communication and common language that improves team performance.” Contrary to
Jones belief, “Turner (2006) points to a structure as primary reason why organization
struggle with cultural change as these structures often box people in old
styled formations which are not aligned to new business philosophies.” However,
this is also where, as a manager, you need to step in here and there, following
up constantly and checking in on your staff to ensure it stays in line with
your structure.

 

Few
things can be as frustrating as completing a large quantity of work, putting in
hours of energy only for that work to have nothing to do with your end goal or
have it be a waste of time completely. This would be a problem with the
management because had they been on top of your tasks and what you were working
on, they could have stopped it or prevented it from going any further once they
realized it was wrong. Today, many companies are realizing how much is actually
wasted in their establishments. They are examining things more in depth, performing
audits monthly instead of quarterly, instilling a harder work ethic in their
management to stay on top of their employees; making sure they come in on time,
do the work they are assigned and clock out on time. In my department in the hospital,
I am constantly using, what I call, “game plans” to prepare ourselves for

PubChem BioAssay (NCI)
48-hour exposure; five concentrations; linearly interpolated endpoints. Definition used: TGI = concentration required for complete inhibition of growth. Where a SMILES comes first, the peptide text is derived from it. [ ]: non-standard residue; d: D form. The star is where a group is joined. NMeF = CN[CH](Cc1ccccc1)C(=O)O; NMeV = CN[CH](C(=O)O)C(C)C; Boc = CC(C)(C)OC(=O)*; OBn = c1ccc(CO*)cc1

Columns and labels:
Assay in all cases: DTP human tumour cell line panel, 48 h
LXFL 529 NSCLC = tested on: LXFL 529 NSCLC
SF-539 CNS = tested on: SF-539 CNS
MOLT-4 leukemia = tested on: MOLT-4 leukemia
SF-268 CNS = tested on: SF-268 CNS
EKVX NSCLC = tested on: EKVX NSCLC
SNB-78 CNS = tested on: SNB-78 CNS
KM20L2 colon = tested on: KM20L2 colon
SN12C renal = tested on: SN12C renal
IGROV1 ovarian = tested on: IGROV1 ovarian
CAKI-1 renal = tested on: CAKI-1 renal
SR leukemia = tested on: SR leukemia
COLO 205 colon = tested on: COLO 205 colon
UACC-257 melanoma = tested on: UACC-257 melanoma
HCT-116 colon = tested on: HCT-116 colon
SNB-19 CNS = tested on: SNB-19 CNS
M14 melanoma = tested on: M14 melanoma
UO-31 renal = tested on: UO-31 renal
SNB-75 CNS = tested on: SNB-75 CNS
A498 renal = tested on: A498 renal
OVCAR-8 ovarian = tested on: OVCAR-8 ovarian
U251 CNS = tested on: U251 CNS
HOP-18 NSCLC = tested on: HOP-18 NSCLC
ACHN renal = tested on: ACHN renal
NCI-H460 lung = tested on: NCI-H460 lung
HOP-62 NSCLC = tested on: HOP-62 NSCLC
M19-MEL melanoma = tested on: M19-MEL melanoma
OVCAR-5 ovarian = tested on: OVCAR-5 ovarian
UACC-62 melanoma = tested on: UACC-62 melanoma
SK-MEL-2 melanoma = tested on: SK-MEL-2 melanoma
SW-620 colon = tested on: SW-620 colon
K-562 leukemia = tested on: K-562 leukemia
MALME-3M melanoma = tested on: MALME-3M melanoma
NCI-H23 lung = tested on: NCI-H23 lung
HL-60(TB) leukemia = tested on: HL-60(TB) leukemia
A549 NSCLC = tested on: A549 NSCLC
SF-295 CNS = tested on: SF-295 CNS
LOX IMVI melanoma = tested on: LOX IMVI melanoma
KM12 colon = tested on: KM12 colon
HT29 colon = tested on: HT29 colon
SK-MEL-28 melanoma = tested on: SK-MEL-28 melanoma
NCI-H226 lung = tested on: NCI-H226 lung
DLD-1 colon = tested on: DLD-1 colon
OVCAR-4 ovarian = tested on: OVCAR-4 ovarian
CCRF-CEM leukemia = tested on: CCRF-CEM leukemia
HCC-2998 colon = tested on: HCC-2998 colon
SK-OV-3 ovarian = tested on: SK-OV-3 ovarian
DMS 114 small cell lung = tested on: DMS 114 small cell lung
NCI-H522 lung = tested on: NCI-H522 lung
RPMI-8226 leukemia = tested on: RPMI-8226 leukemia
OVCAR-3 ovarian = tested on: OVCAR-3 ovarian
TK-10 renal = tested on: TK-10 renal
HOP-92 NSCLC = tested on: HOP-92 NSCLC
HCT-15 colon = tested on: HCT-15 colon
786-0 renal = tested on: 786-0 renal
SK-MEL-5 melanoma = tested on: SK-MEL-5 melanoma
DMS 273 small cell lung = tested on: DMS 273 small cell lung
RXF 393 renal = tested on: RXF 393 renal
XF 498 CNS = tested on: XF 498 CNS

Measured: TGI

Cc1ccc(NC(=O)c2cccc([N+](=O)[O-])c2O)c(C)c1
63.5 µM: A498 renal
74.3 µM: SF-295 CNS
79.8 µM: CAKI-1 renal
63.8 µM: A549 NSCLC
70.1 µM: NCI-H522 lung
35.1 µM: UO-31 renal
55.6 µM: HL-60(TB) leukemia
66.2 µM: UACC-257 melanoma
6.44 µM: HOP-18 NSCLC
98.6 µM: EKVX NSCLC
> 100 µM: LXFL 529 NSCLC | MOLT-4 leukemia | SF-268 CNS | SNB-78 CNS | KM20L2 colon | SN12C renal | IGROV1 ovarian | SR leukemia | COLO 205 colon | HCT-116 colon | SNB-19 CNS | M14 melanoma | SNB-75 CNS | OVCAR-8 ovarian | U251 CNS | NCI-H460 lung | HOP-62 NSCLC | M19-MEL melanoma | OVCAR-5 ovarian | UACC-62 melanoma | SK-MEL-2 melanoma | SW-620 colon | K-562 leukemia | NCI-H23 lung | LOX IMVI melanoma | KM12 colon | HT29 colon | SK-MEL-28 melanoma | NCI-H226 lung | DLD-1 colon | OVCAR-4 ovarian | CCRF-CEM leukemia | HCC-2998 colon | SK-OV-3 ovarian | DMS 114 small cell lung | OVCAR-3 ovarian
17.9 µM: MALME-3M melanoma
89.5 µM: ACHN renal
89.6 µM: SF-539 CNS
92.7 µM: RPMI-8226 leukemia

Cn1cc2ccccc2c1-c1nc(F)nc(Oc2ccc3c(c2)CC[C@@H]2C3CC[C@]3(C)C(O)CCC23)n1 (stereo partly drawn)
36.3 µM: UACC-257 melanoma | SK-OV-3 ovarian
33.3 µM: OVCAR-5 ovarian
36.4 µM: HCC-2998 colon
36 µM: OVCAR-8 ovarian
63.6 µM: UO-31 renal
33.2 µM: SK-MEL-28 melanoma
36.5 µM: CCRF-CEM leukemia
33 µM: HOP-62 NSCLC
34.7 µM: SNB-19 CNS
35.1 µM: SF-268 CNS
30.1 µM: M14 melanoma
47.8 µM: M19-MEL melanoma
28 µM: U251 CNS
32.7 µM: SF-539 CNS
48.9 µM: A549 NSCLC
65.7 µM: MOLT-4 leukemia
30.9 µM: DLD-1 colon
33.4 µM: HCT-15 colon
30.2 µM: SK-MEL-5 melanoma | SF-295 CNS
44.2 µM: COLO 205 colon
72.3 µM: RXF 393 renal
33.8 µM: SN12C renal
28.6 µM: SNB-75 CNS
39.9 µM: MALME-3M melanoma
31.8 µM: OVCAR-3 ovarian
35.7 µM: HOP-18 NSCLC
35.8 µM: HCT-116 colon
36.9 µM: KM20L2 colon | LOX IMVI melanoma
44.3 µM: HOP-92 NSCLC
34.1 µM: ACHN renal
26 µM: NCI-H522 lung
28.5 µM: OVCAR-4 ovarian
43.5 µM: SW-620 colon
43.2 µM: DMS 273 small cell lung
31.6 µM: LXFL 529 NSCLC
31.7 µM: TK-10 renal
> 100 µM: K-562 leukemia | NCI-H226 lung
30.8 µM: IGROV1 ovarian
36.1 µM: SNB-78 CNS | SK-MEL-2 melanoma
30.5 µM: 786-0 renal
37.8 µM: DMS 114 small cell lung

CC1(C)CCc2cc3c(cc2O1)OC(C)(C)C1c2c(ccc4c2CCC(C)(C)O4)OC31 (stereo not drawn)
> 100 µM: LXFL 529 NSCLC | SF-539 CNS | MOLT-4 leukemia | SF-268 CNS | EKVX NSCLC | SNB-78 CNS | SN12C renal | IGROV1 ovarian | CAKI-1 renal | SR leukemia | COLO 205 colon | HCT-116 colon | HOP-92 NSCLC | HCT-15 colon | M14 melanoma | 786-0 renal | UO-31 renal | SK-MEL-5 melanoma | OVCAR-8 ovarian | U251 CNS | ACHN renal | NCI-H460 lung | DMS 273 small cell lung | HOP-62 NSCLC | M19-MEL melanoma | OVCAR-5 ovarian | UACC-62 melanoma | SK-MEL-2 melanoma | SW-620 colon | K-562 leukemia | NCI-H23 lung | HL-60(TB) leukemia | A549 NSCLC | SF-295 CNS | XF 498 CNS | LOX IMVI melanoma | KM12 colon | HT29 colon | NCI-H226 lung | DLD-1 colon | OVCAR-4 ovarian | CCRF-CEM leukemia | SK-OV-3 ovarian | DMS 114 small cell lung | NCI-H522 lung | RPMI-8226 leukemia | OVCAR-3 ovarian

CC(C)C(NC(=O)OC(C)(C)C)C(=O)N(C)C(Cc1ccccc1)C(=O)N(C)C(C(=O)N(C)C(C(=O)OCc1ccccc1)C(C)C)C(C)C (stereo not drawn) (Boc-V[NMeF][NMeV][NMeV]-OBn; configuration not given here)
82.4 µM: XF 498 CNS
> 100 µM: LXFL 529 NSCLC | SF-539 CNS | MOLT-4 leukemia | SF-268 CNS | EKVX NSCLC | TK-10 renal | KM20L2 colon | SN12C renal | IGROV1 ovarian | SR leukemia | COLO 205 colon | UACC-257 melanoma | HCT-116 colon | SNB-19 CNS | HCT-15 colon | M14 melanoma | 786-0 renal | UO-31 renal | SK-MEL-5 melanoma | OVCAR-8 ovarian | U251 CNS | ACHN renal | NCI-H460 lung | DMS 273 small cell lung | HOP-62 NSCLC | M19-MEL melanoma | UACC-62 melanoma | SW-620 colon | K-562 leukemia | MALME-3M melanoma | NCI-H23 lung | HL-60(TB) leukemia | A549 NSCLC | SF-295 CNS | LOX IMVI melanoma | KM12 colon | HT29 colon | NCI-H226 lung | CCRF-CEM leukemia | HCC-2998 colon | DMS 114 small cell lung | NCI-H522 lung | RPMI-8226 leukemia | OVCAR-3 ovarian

upcoming events and parties. One of my favorite quotes is from Benjamin Franklin
which says, “If you fail to plan, you are planning to fail.” (2018) I use this
as my motto at work every day because it is absolutely true. Every little thing
that is done in my kitchen has a reciprocating plan somewhere so it is being
tracked by someone. This allows us for a better handle on cost control, labor control,
and quality control and we can ensure that the procedures are being followed
and guidelines are being met. Bird and Harwig stated that, “as a sort of invisible
leader, a team’s common purpose inspires team members, cultivates trust among
them, bonds them together in its pursuit and compels them to perform a high
level.” (2016)

 

Power
and influence is used in day to day operations to achieve team objectives all
the time. Organizational power and personal power are sources used by leaders.
Organizational power refers to legitimate power, reward power and also coercive
power. Personal power is more along the lines of expert power or referent